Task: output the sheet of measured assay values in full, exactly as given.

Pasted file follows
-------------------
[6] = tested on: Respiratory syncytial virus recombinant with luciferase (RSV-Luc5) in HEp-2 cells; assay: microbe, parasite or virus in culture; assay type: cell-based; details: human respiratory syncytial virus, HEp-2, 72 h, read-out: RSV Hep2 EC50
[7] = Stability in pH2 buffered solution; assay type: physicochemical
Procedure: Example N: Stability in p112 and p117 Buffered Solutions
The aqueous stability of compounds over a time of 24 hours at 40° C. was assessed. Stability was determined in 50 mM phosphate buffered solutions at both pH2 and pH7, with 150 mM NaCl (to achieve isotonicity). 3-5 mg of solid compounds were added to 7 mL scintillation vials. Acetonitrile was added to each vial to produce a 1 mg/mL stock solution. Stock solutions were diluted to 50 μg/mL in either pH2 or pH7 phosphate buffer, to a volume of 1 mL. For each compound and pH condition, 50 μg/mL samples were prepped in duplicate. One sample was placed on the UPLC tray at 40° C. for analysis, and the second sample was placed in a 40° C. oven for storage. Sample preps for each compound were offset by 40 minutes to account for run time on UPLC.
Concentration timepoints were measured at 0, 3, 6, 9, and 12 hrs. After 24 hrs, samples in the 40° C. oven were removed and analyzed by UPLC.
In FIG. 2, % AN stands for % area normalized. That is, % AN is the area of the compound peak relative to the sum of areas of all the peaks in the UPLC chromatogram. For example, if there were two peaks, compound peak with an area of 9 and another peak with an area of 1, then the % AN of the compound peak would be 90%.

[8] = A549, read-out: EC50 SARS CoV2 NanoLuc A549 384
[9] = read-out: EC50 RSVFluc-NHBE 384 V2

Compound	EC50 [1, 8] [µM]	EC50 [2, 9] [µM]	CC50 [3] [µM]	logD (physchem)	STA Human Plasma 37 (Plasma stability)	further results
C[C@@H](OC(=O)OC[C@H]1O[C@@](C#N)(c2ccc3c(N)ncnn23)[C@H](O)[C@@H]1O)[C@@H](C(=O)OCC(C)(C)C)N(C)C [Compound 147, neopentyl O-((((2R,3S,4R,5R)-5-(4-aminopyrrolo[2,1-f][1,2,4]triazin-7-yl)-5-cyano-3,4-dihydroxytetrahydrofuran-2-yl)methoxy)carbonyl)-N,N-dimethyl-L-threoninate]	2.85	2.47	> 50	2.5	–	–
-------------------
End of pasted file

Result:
[6] = tested on: Respiratory syncytial virus recombinant with luciferase (RSV-Luc5) in HEp-2 cells; assay: microbe, parasite or virus in culture; assay type: cell-based; details: human respiratory syncytial virus, HEp-2, 72 h, read-out: RSV Hep2 EC50
[7] = Stability in pH2 buffered solution; assay type: physicochemical
Procedure: Example N: Stability in p112 and p117 Buffered Solutions
The aqueous stability of compounds over a time of 24 hours at 40° C. was assessed. Stability was determined in 50 mM phosphate buffered solutions at both pH2 and pH7, with 150 mM NaCl (to achieve isotonicity). 3-5 mg of solid compounds were added to 7 mL scintillation vials. Acetonitrile was added to each vial to produce a 1 mg/mL stock solution. Stock solutions were diluted to 50 μg/mL in either pH2 or pH7 phosphate buffer, to a volume of 1 mL. For each compound and pH condition, 50 μg/mL samples were prepped in duplicate. One sample was placed on the UPLC tray at 40° C. for analysis, and the second sample was placed in a 40° C. oven for storage. Sample preps for each compound were offset by 40 minutes to account for run time on UPLC.
Concentration timepoints were measured at 0, 3, 6, 9, and 12 hrs. After 24 hrs, samples in the 40° C. oven were removed and analyzed by UPLC.
In FIG. 2, % AN stands for % area normalized. That is, % AN is the area of the compound peak relative to the sum of areas of all the peaks in the UPLC chromatogram. For example, if there were two peaks, compound peak with an area of 9 and another peak with an area of 1, then the % AN of the compound peak would be 90%.

[8] = A549, read-out: EC50 SARS CoV2 NanoLuc A549 384
[9] = read-out: EC50 RSVFluc-NHBE 384 V2

Compound	EC50 [1, 8] [µM]	EC50 [2, 9] [µM]	CC50 [3] [µM]	logD (physchem)	STA Human Plasma 37 (Plasma stability)	further results
C[C@@H](OC(=O)OC[C@H]1O[C@@](C#N)(c2ccc3c(N)ncnn23)[C@H](O)[C@@H]1O)[C@@H](C(=O)OCC(C)(C)C)N(C)C [Compound 147, neopentyl O-((((2R,3S,4R,5R)-5-(4-aminopyrrolo[2,1-f][1,2,4]triazin-7-yl)-5-cyano-3,4-dihydroxytetrahydrofuran-2-yl)methoxy)carbonyl)-N,N-dimethyl-L-threoninate]	2.85	2.47	> 50	2.5	–	–